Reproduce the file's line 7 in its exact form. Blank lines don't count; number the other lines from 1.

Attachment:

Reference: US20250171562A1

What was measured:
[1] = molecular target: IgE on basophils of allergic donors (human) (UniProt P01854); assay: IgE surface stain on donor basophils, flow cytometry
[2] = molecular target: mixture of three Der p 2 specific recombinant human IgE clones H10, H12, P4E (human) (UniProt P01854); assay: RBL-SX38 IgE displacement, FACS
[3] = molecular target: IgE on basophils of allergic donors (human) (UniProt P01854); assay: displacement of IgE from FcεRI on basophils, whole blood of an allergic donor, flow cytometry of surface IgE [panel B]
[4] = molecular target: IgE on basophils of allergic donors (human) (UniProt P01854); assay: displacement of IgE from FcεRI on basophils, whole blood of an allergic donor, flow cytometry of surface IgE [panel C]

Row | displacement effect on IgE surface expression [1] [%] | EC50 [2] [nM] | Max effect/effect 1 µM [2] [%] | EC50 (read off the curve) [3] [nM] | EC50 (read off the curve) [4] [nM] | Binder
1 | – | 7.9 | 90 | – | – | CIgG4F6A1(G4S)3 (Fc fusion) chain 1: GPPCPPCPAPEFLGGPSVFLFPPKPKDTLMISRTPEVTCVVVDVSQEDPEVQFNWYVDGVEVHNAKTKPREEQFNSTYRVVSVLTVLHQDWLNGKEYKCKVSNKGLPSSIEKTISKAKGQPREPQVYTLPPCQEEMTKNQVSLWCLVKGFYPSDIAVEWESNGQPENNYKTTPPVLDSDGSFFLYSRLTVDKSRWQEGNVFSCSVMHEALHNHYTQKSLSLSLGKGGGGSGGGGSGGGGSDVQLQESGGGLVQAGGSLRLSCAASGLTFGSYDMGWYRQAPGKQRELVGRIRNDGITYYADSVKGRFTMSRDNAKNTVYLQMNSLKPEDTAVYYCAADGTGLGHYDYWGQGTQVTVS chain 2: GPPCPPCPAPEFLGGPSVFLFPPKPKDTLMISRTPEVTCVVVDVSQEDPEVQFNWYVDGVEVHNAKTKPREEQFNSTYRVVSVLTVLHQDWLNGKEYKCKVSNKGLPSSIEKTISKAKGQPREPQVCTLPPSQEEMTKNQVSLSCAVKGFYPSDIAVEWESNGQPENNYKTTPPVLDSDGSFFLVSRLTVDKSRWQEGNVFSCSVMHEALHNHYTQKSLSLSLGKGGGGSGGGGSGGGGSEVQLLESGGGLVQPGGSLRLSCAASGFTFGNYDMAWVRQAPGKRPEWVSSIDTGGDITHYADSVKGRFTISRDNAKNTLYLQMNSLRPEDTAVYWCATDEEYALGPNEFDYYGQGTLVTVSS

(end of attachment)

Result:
Row | displacement effect on IgE surface expression [1] [%] | EC50 [2] [nM] | Max effect/effect 1 µM [2] [%] | EC50 (read off the curve) [3] [nM] | EC50 (read off the curve) [4] [nM] | Binder